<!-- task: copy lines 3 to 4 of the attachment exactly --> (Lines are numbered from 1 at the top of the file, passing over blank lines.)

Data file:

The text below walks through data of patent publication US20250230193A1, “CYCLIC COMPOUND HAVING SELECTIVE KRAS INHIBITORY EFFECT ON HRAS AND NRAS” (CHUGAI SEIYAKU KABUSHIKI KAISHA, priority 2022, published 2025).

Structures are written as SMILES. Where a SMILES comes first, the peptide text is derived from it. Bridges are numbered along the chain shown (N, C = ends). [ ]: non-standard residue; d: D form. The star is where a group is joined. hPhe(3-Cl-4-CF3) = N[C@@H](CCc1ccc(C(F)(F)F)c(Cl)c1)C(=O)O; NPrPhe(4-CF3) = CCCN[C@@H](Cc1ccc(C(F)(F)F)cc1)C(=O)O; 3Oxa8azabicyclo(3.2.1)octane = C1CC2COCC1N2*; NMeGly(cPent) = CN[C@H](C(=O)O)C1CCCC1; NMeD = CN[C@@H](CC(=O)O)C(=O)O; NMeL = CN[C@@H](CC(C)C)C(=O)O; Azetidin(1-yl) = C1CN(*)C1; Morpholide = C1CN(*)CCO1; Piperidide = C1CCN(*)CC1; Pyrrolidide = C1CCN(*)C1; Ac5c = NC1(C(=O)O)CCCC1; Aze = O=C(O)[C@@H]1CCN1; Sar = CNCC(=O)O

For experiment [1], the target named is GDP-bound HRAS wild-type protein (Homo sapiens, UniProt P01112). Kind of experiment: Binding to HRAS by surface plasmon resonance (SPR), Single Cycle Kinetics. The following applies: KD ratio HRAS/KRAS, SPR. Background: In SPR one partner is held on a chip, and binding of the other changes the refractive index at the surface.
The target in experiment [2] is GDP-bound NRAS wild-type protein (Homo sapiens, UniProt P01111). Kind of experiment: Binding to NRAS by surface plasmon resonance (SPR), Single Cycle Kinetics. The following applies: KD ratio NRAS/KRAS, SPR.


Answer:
For experiment [1], the target named is GDP-bound HRAS wild-type protein (Homo sapiens, UniProt P01112). Kind of experiment: Binding to HRAS by surface plasmon resonance (SPR), Single Cycle Kinetics. The following applies: KD ratio HRAS/KRAS, SPR. Background: In SPR one partner is held on a chip, and binding of the other changes the refractive index at the surface.
The target in experiment [2] is GDP-bound NRAS wild-type protein (Homo sapiens, UniProt P01111). Kind of experiment: Binding to NRAS by surface plasmon resonance (SPR), Single Cycle Kinetics. The following applies: KD ratio NRAS/KRAS, SPR.